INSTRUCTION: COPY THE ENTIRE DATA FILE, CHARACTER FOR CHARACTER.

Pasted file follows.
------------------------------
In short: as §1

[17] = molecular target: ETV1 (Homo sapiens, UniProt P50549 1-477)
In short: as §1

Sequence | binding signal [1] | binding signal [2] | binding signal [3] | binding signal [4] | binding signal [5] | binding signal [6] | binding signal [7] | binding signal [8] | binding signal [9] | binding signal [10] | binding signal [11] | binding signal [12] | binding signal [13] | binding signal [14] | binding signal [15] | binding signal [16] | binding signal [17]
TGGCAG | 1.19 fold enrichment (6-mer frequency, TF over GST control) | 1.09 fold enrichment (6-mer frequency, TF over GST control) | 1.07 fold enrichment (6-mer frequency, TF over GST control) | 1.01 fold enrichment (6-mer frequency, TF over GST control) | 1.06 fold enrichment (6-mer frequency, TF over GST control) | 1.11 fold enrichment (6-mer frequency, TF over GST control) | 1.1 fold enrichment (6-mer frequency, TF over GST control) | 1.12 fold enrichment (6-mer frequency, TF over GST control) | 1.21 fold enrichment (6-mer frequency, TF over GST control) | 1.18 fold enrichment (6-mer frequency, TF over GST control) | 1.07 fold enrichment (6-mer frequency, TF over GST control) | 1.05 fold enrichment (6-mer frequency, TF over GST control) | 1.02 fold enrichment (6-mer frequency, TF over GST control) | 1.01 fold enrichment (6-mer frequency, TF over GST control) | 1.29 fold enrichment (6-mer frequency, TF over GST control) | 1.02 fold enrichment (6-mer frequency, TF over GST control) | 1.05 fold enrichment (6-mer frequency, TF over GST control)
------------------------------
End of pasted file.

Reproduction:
In short: as §1

[17] = molecular target: ETV1 (Homo sapiens, UniProt P50549 1-477)
In short: as §1

Sequence | binding signal [1] | binding signal [2] | binding signal [3] | binding signal [4] | binding signal [5] | binding signal [6] | binding signal [7] | binding signal [8] | binding signal [9] | binding signal [10] | binding signal [11] | binding signal [12] | binding signal [13] | binding signal [14] | binding signal [15] | binding signal [16] | binding signal [17]
TGGCAG | 1.19 fold enrichment (6-mer frequency, TF over GST control) | 1.09 fold enrichment (6-mer frequency, TF over GST control) | 1.07 fold enrichment (6-mer frequency, TF over GST control) | 1.01 fold enrichment (6-mer frequency, TF over GST control) | 1.06 fold enrichment (6-mer frequency, TF over GST control) | 1.11 fold enrichment (6-mer frequency, TF over GST control) | 1.1 fold enrichment (6-mer frequency, TF over GST control) | 1.12 fold enrichment (6-mer frequency, TF over GST control) | 1.21 fold enrichment (6-mer frequency, TF over GST control) | 1.18 fold enrichment (6-mer frequency, TF over GST control) | 1.07 fold enrichment (6-mer frequency, TF over GST control) | 1.05 fold enrichment (6-mer frequency, TF over GST control) | 1.02 fold enrichment (6-mer frequency, TF over GST control) | 1.01 fold enrichment (6-mer frequency, TF over GST control) | 1.29 fold enrichment (6-mer frequency, TF over GST control) | 1.02 fold enrichment (6-mer frequency, TF over GST control) | 1.05 fold enrichment (6-mer frequency, TF over GST control)